I love bookstores. I also love 1962 VW Bugs, my vinyl copy of the Beatle’s White Album, and coffee that costs less than a dollar a cup. But despite what John Lennon wrote, love isn’t all you need, at least not when you’re running a commercial enterprise.
And one fact that's rarely mentioned in all the recent articles raising the alarm about bookstores as an endangered species is that a bookstore is a commercial enterprise. It survives by selling you books. And when another seller does that better, it’s going to succeed. It deserves to. Yes, I’m talking about the 800-pound gorilla, Amazon. They figured out how to improve your buying experience with ratings, reviews, and the opportunity to read a solid sample of the book before you plunk down your money. And they offer 11,000,000+ titles, compared to a chain bookstore’s 30,000.
Another fact that’s often overlooked is that reading is a solitary activity, not a social one. Journalists wax nostalgic about the neighborhood bookstore as a cozy sanctuary in which people gather on comfy furniture for a leisurely read. Really? When was the last time you did long, leisurely reading in a bookstore? In my case, never. And I’m a voracious reader. People browse, skim, and explore in a store, but most serious reading happens at home.
Then there’s the cost. With the average hardcover book priced at $26 (19€), bookstores are becoming a rich person’s luxury. I recently asked fellow members of an authors-and-readers Facebook group how they felt about bookstores, libraries, and e-books. And the overwhelming response was that everyone loves the feel of a “real” book – but most use an e-reader. As one put it, “e-books are a much cheaper alternative than a new paperback, and as for hardback books – well, [you'd] need to take out a loan!”
The sad-demise articles also bemoan the loss of bookstores as community centers where authors lecture, kindly old ladies read books to small children, and book clubs meet to discuss great literature. Public libraries deliver all that and much more – for free. Nowadays, free public libraries offer everyone the joy of an endless supply of books, and, in the American system at least, e-books, audio books, movies, music, technology courses, assistance with college applications, video games, online language courses, voter information, and so much more. They remind us that words matter, that life is bigger than we could possibly have imagined, and that, as writer William Nicholson put it, "We read to know that we are not alone."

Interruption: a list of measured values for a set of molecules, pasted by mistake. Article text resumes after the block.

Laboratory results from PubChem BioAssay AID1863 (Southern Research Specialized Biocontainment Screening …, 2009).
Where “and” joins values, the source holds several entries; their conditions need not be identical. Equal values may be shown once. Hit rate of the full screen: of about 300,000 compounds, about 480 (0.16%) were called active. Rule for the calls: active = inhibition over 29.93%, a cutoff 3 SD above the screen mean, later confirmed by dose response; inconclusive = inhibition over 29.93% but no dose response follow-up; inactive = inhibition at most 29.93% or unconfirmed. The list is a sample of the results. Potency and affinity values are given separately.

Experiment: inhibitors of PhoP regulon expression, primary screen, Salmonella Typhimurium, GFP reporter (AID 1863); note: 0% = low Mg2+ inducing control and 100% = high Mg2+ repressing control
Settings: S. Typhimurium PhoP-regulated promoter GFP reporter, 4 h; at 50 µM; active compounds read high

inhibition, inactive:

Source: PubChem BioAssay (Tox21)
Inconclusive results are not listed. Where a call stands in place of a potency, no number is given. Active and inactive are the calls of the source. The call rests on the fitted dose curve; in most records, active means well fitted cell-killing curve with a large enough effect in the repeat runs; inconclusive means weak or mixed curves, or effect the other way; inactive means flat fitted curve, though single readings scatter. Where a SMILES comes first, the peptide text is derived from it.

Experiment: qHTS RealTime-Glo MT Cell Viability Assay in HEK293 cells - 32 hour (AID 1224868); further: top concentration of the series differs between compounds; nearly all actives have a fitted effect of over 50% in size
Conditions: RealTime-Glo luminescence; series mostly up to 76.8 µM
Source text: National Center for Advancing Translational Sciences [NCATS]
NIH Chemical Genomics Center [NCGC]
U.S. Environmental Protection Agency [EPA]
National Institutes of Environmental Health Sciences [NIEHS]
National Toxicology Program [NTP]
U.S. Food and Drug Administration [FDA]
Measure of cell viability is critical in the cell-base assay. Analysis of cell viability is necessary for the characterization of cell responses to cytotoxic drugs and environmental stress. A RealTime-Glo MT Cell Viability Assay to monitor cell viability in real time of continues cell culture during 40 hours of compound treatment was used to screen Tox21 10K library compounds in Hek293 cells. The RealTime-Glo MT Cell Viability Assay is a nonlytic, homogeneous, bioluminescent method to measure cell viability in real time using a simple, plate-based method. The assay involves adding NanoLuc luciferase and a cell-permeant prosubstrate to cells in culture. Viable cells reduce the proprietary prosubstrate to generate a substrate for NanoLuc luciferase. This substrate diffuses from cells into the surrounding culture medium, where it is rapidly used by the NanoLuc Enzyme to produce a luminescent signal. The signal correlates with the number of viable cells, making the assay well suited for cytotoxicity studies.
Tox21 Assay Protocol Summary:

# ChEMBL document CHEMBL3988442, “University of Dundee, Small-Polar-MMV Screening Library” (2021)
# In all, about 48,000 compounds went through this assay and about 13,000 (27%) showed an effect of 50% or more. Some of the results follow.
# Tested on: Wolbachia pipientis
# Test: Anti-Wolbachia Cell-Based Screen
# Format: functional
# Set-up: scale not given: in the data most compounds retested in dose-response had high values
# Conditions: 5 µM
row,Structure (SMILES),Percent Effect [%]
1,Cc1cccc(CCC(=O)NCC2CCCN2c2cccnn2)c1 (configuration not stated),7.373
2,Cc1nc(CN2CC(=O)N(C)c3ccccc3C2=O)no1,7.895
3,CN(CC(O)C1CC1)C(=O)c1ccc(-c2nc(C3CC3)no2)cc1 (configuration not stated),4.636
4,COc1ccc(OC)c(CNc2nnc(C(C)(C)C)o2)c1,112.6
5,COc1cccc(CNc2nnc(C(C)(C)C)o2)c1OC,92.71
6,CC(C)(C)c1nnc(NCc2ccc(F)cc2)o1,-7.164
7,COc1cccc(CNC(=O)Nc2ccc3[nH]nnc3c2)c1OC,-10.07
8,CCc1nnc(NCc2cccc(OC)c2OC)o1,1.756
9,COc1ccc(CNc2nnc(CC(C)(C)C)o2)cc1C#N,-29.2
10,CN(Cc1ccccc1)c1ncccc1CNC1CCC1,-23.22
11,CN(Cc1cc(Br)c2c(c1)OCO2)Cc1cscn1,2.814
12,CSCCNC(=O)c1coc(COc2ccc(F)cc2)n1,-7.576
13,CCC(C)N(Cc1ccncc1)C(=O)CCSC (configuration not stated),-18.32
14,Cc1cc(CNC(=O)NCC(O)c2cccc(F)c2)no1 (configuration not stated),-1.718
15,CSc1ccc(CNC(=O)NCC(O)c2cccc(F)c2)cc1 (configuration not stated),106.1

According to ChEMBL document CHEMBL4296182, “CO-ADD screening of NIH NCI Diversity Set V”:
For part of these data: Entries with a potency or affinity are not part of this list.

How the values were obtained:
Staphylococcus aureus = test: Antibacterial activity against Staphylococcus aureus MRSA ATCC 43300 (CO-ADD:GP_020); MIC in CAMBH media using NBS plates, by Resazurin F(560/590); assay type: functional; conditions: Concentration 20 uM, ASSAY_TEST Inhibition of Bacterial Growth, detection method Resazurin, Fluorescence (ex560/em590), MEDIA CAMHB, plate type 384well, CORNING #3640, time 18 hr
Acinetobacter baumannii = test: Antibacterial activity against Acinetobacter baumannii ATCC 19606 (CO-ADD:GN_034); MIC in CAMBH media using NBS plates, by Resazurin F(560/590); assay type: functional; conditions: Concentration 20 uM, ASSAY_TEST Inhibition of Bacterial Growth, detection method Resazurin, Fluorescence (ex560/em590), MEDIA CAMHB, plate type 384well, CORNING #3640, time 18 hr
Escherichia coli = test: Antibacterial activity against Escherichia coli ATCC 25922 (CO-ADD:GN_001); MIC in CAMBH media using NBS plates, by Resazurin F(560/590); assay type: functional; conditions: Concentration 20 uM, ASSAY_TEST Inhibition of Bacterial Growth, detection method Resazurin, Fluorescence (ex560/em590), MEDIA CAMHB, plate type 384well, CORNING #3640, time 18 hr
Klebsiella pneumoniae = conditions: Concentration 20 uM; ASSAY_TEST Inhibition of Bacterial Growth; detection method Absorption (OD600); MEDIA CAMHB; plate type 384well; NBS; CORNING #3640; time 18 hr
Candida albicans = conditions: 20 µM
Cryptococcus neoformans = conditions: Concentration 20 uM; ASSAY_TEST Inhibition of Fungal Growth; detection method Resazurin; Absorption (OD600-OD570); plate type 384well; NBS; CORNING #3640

While working on this post, I was corresponding with Alicia Bay Laurel, author of the New York Times bestseller Living on the Earth, published in 1971 and updated in 2003. When I was in college in Berkeley, everyone had her book on their shelf, right next to Ram Dass’s Be Here Now and Our Bodies, Ourselves. I had long since lost my copy (which come to think of it, belonged to my roommate) and wanted the new edition. Since it’s all about living organically, in harmony with the universe, it’s naturally not available electronically. Our public library system had both print versions, but I wanted to own this one. So I thought, “Great, it’s been ages since I shopped in that cozy, little independent bookstore in my neighborhood.”
The clerk had never heard of the book, and after searching online, he declared it impossible to get. So I went to a larger independent bookstore, and they directed me to “the guy with the white hair at the back desk.” He and I shared a delightful fifteen minutes reminiscing about the hippie movement, campus unrest in Berkeley, Ram Dass, and Alicia’s book. And then he also checked his computer and declared her book out of print and unavailable.
So I went on Amazon, which offered the original in paperback, and the updated edition in hardbound and paperback, in new, used, and collectable editions. I bought a used copy (which seemed more in the spirit of the book) for $11.25 and it arrived on my doorstep in two days with free shipping.
And people wonder why bookstores aren’t making it.
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I'm an American travel writer based in Spain, to which I've just returned after a 16-month absence due to the pandemic.
As I resettle in Seville, my favorite city on the planet, I'll keep you posted on how the pandemic has reshaped the landscape and where to go to find fun, adventure, and great food in this quirky, engaging city.
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